Tuesday 6 November 2007

Subtle - Pitchfork Interview


Over at Pitchfork, there currently resides a very interesting interview with Subtle frontman Doseone aka Adam Drucker. Well worth checking out.

Doseone on writing his break up song:

"I am writing a breakup song about all this stuff. It is hard to be in a relationship and then be alone, and be left to that. She grew a dichotomy where an "us" was. And I returned to only the far side of that dichotomy. So it was terrible. And I felt pretty fucking abused."

On the next Subtle LP and commercial success:

"The Mercury Craze is actually the blueprint for this entire record. We entered that out there in the single world. It didn't do any of what singles would do. People enjoyed it, it's good music out there, but no limos to the door or any of that. And then like months later, Tom Brown (at Lex Records) has this Scroobius Pip song that goes fucking gold on digital downloads, you know? So, I'm sitting there going, "Okay, it's just a window you throw shit at. Whether we get through or not doesn't fucking matter." It also made me not as stressed about the notion of making bright music, and making something different in the song world. I was like, just because you make a pop song, it doesn't even matter. It's just music you make."

Thankfully, the music Doseone and his band mates conjure up is sublime:




"The Mercury Craze". Unquestionably my favourite single (and video) of the last few years... If this is the blueprint, then their burgeoning album could be immense.

7 comments:

slurkid57 said...

I can't believe I'm so shallow that hearing a band has been featured on pitchfork immediately nudges them to the right on my inner "What's hot and what's not" graph. ("Hot" is on the left.)

That Mercury Craze tune is ok, I guess - but it's no Thou Shalt Always Kill!

John Cav said...

Slurkid: Sorry sir, but you seem to a hypocrite:

"Thou shalt not stop liking a band just because they've become popular."

The wise words of Scroobius himself. It is sense that he speaks :)

slurkid57 said...

I have no problem with band's becoming popular. It's that whole soap-box vibe of Pitchfork I don't like.

That, and the fact that in every interview I've read in it, the subjects come off as being complete tools. I don't know if this is due to leading questions, creative editing, or just that they like to interview tools. That whole "hey, we also released a cool song, but the kids were to busy listening to some other band to notice" thing doesn't make Drucker sound all that cool.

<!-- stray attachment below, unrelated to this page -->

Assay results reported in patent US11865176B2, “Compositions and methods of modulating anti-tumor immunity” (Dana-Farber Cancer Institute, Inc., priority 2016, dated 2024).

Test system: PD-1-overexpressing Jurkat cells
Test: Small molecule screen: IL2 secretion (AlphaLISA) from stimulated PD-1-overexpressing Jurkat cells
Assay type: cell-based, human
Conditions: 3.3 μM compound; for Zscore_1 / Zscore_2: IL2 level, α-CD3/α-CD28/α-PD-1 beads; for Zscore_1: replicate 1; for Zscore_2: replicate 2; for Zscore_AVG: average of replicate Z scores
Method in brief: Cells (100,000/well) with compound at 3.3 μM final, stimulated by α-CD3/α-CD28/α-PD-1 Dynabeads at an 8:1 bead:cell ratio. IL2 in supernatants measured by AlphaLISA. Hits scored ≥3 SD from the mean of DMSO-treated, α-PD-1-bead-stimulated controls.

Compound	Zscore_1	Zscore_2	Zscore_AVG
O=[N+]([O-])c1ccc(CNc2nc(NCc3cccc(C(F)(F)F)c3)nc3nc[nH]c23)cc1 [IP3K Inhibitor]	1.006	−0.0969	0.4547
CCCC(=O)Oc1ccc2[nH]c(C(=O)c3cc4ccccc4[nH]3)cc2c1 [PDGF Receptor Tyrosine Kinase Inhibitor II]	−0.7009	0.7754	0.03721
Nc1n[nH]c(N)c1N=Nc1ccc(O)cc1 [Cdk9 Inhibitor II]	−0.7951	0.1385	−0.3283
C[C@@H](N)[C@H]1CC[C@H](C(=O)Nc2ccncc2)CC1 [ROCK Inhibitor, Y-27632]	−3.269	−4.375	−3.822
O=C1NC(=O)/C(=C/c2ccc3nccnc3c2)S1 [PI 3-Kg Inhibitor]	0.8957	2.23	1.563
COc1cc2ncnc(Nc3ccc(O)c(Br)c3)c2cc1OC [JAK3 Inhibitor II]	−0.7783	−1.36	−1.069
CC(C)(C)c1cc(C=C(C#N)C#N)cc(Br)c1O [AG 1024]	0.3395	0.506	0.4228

As always, the Onion has an article which just about sums up my feelings on the matter.

slurkid57 said...

p.s.

I am aware that reading the A.V. Club is just as bad Pitchfork, so I guess in that sense I am a hypocrite. A dirty fan-boy hypocrite.

John Cav said...

Slurkid: Ah, you're not a hypocrite. My jibe was but in jest... I actually agree with your analysis of the typical Pitchfork interview. I just thought this one was a bit different.

I do agree with Doseone's "just a window you throw shit at" analogy... Even if it was phrased somewhat indignantly :)

slurkid57 said...

Yeah, having re-read it I see where he's coming from, and I do think it's important that people release stuff they think is good, not just what they think other people think is good. (hmm, that's a lot of thinks)

That quote is total sour grapes, though. Dismissing Thou Shalt's success as just one of those things is pretty dumb.

Without going into hyperbole, that song is pretty much a perfect single: it's the kind of thing you hear, think "hey, that's how I feel" and then go buy it because it speaks to you, and you alone. It taps a nerve, it's pretty much Living on a Prayer for people who don't listen to the top 40. (and I don't mean that as an insult.)

I'm not so sure of it's longevity, but you can bet that some exec somewhere heard that song and their eyes turned to dollar signs. Subtle's stuff on the other hand just isn't going to sell as big, regardless of it's artistic merit.

John Cav said...

Slurkid: That's true. "Thou Shalt Always Kill" is as close to perfect as a single can get... That certain novelty factor that every classic single needs, allied with a healthy serving of ingenuity and wit.

I just like "The Mercury Craze" so much. And their live version of it just kicks epic arse; Doseone's rhymes taking on a whole extra dimension.

Ah fuck it... I like 'em both the same!